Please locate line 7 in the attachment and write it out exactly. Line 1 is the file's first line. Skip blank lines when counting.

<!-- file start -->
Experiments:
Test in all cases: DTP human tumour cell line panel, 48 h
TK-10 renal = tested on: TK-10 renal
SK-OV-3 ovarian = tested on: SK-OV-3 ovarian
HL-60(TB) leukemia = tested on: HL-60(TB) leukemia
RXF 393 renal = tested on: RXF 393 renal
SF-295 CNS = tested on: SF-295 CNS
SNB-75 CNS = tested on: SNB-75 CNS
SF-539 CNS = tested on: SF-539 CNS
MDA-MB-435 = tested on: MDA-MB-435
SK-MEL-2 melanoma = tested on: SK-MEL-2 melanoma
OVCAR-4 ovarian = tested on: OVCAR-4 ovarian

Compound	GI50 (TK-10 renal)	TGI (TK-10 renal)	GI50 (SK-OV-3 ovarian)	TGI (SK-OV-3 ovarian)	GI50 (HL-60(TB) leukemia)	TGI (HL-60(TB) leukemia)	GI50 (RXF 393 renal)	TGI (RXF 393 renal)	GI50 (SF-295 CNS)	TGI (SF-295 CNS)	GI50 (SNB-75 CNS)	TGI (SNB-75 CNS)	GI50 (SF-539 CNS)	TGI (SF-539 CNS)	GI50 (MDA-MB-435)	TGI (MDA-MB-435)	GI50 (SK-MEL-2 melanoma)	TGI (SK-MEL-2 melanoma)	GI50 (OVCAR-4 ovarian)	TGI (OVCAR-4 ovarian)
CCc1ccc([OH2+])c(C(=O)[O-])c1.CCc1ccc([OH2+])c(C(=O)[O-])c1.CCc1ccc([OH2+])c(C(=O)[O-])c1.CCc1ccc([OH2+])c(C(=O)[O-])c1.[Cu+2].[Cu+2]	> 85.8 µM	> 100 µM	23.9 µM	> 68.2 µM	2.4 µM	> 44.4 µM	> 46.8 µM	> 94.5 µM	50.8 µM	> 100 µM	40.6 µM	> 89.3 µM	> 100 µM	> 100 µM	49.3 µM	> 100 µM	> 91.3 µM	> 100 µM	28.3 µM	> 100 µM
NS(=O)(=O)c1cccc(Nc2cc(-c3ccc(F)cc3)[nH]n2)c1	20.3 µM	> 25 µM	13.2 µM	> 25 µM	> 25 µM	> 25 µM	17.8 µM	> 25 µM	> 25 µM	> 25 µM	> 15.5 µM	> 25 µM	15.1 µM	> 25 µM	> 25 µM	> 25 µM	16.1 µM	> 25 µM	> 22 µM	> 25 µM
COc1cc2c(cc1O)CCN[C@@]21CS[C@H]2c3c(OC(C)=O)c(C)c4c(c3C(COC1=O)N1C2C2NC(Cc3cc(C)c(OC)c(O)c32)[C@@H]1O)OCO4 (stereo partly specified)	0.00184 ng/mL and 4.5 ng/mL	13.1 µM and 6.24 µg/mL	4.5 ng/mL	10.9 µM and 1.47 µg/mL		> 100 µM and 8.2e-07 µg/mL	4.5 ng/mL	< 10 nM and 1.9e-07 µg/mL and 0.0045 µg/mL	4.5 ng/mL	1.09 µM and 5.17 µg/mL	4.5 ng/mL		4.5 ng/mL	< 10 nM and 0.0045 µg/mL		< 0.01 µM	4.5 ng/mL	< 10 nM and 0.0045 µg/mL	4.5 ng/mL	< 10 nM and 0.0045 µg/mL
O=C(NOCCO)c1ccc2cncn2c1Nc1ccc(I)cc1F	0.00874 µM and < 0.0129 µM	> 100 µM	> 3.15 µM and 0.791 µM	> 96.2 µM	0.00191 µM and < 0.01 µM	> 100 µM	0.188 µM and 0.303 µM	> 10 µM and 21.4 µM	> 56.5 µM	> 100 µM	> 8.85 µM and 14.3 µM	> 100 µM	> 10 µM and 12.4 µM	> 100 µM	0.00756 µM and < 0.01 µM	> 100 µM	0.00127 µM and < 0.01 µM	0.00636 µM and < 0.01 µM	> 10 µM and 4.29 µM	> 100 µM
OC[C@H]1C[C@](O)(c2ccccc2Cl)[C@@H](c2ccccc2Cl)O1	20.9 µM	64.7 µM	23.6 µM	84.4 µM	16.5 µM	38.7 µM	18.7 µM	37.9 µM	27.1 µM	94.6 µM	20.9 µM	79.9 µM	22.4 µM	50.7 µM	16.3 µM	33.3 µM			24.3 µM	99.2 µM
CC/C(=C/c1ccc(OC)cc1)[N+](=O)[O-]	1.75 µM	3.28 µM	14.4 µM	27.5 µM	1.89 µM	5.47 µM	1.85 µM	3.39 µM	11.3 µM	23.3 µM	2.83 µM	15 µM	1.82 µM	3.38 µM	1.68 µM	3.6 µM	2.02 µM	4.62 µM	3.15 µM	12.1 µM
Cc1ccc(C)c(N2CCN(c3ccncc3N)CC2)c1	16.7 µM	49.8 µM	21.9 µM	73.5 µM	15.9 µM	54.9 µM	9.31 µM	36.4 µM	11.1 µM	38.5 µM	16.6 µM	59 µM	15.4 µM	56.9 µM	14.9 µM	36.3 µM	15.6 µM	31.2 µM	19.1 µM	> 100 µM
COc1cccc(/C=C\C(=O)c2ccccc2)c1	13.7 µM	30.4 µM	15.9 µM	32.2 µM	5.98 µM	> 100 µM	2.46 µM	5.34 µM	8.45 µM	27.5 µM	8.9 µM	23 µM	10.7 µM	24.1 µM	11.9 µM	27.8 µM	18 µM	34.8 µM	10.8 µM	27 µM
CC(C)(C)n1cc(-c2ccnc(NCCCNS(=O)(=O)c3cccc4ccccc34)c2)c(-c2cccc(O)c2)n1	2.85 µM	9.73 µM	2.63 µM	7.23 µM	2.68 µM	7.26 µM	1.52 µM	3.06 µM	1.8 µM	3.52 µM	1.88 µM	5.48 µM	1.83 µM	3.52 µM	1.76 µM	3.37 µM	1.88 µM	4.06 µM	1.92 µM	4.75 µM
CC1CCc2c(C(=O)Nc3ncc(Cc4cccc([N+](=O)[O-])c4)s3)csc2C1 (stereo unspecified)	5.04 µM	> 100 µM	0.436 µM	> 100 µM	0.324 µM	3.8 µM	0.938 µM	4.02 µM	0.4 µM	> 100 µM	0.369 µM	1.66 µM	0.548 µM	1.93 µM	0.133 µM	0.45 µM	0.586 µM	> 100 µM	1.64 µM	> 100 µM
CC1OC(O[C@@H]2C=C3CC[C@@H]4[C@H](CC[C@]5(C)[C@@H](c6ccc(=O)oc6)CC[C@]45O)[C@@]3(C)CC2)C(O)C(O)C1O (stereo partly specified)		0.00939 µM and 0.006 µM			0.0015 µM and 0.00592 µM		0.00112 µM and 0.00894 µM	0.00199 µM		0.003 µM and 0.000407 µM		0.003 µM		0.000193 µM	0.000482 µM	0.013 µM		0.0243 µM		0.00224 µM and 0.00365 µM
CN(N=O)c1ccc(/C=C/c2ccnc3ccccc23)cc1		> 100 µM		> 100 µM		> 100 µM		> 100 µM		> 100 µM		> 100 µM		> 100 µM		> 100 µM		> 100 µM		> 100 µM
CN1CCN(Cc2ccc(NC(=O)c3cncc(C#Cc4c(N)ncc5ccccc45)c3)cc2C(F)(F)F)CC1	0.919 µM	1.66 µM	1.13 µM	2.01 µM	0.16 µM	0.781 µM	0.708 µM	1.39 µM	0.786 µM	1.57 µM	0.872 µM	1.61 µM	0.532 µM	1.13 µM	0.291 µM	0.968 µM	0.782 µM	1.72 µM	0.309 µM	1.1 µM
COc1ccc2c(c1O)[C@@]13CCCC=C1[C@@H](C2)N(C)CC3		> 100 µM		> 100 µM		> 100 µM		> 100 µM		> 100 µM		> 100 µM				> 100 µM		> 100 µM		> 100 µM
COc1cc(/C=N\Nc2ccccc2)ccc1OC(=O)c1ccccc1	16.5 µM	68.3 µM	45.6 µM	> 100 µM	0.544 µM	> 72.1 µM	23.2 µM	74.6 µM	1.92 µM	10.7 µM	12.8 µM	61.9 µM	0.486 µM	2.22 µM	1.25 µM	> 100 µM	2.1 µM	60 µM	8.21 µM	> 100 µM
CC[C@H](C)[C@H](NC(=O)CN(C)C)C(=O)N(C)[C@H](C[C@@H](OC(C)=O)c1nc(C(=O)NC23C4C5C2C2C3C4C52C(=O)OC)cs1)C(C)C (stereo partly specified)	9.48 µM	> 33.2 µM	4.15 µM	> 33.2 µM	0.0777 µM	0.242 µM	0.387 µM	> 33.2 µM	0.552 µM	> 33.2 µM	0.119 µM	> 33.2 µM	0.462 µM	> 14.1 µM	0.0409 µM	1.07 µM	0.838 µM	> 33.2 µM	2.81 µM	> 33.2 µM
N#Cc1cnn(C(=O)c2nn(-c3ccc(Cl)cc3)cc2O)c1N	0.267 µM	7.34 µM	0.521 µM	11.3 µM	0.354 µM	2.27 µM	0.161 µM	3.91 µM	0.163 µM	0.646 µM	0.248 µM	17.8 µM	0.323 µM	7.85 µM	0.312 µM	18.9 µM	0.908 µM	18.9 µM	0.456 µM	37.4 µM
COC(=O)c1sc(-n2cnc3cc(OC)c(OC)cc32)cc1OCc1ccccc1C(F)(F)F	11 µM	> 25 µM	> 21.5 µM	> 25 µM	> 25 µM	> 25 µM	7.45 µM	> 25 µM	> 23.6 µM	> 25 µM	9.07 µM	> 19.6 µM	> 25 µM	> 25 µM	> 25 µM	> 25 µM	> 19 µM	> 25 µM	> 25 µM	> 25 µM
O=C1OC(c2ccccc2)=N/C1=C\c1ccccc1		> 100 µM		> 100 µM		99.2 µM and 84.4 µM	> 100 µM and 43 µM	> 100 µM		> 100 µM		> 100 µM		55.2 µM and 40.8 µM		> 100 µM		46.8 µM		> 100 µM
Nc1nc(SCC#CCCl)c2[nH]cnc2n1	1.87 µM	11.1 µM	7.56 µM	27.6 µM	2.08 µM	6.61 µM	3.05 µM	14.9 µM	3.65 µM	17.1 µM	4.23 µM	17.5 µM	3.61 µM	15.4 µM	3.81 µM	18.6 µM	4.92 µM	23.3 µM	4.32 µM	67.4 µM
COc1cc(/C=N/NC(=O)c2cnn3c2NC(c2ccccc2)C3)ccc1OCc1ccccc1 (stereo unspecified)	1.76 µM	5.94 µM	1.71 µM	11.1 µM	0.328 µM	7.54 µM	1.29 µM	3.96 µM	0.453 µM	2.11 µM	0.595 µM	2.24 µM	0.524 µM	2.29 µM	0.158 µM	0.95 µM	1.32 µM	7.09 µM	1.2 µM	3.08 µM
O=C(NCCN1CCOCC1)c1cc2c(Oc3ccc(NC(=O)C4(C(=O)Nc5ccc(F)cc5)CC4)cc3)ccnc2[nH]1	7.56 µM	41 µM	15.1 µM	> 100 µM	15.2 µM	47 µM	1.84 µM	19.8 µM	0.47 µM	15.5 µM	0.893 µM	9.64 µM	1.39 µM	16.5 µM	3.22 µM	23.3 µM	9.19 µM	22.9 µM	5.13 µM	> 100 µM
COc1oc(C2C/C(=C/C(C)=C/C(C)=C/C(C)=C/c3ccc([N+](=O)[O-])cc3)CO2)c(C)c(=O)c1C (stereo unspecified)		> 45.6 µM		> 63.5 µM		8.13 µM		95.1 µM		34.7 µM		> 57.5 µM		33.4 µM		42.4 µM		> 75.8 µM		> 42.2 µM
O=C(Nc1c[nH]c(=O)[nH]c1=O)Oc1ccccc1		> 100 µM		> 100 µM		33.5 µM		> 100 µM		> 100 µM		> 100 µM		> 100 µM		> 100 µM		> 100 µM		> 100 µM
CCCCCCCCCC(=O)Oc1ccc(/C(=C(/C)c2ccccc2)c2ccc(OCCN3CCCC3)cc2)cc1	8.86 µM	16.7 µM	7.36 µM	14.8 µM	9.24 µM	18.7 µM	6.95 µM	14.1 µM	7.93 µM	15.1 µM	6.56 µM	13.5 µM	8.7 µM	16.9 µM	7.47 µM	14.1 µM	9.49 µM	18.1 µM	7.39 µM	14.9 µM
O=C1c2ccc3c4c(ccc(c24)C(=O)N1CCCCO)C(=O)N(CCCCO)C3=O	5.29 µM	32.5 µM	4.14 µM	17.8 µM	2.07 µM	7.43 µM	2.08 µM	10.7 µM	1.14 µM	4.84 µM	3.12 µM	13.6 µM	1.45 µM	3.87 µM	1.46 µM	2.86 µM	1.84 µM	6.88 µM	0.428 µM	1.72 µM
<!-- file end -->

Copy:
SF-295 CNS = tested on: SF-295 CNS